It’s Back!!: Score One For The NBA Players

By Percy Allen
Updated: December 31, 2006

SEATTLE — Welcome back, old friend. Boy, you were sorely missed.

While some cheap impostor took your place for the first three months of the NBA’s exhibition and regular season, all hell broke loose.

Surprisingly, Shaquille O’Neal was the first to rush to your defense. On the first day of training camp, the big fella got the brouhaha started when he said: “I think the new ball is terrible. Feels like one of those cheap balls that you buy at the toy store.”

Soon others chimed in, and the Better Ball controversy began.

Phoenix forward Shawn Marion said: “Everybody hates that ball. It seems like it’s more for an outdoor ball than indoor. It doesn’t even feel like an NBA ball.”

Dallas’ Jason Terry and New Jersey’s Jason Kidd reported paper-cut-like abrasions on their hands and fingers because of the new ball.

Steve Nash, the reigning two-time MVP, felt compelled to wear bandages on his fingers.

Dallas’ Dirk Nowitzki complained that the new ball caused his fingers to bleed.

Once touted by commissioner David Stern and manufacturer Spalding for its consistency, improved grip and durability, the microfiber composite model was widely panned by players who felt it was too sticky when dry, too slippery when wet. They also said the ball reacted differently than the old ball when it bounced off the rim and glass.

“The ball never leaves my hand the same way,” New York’s Eddy Curry said. “It sticks to my middle finger. It bounces differently off the dribble and on the shot.”

The synthetic ball spawned an unfair-labor-practice grievance from the NBA Players Association and created a mini-maelstrom that prompted activist Ralph Nader and the members of the People for the Ethical Treatment for Animals (PETA) to send letters to the commish.

First Nader: “Mr. Stern, having never consulted the players about changing to a new ball, nor even allowing them to test it before implementation, you have shown the players a great deal of disrespect. You must put to rest this controversy. It is inexcusable to allow it to run on — possibly all the way to the off-season — with a ball so unpredictable and physically damaging.”

In a sarcastic rebuttal, PETA sports campaign manager Dan Shannon wrote: “PETA would like to offer a lifetime supply of cruelty-free hand cream to any NBA siss… excuse me, superstar who’d be willing to give the composite ball another shot.”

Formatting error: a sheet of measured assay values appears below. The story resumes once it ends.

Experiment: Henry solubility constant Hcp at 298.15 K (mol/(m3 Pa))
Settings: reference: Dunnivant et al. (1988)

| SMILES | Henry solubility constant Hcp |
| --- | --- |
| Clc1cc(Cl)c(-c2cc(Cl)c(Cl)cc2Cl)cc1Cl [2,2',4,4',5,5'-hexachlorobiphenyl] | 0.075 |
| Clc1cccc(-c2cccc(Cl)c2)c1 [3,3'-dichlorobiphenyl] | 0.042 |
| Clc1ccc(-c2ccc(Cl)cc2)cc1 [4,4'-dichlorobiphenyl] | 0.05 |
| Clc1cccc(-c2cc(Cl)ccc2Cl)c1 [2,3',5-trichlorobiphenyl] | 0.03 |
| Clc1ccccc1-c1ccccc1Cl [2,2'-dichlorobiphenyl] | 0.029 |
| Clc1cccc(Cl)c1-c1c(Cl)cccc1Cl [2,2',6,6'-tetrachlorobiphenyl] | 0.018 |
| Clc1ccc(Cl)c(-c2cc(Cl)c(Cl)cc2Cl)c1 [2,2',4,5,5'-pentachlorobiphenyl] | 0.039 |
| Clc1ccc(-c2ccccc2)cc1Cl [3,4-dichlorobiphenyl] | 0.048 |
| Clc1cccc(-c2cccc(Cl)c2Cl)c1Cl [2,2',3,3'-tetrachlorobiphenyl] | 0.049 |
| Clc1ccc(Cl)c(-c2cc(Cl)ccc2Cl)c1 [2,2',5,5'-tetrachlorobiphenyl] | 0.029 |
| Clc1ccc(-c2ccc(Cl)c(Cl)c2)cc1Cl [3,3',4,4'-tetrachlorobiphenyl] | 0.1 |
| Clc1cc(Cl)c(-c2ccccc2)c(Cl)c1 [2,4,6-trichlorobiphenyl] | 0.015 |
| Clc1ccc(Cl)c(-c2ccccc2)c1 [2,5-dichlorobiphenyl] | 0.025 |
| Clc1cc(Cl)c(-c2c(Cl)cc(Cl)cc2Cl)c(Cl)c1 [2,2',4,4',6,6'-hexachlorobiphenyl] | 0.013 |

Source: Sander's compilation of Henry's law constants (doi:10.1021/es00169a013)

While players loudly dissed the new ball, they were also saying how much they loved leather and wanted you back.

Nobody, however, thought you’d return so soon.

But when the clock struck midnight on New Year’s Eve, the cheap imposter will be old news and you’ll usher in the New Year with a triumphant return to the league where you’ve reigned since 1970.

“It’s like a lost girlfriend who just came back home,” Detroit’s Richard Hamilton said. “You’re glad to have it back.”

Minnesota at Charlotte will mark your season debut.

Boston, which played Seattle Sunday at KeyArena and travels to Portland on Monday, has the dubious honor of being the only team to play with the new/old synthetic ball and the old/new leather model within a 24-hour period.

But enough about the basketball.

(You didn’t really think I’d fill this entire space talking about some silly ol’ sewn-up cowhide did you?)

This is about solidarity.

This is about a bunch of players with diverse backgrounds putting aside their petty differences, banding together, speaking with one voice and demanding to be heard.

Power to the people!

Or power to the multimillionaires!

That doesn’t have quite the same ring to it, but you get the point.

For the first time in a long time, the players have made a collective stand and taken control of their industry, if only for a little while, so let’s not dismiss their victory, no matter how small it may be.

Since the 1998-99 lockout-shortened season, the players have bent over backward while Stern has reshaped the league in his image. While many of his decisions have been good ones, it’s never good when a commissioner governs with no checks and balances.

And it’s always nice when the most powerful man in the league eats a little humble pie.

“Our players’ response to this particular composite ball has been consistently negative and we are acting accordingly,” Stern said in a statement following the ball reversal.

If you’re keeping score at home, that’s Players 1, Stern 0.

Of course, that doesn’t factor in the cumulative score, which takes into account the off-the-court dress code, the on-the-court dress code, the no-tolerance rules and countless other battles that the players have lost.

Add it all up and Stern still has a comfortable 1,345,546-1 lead.

But hey, every comeback has to start somewhere.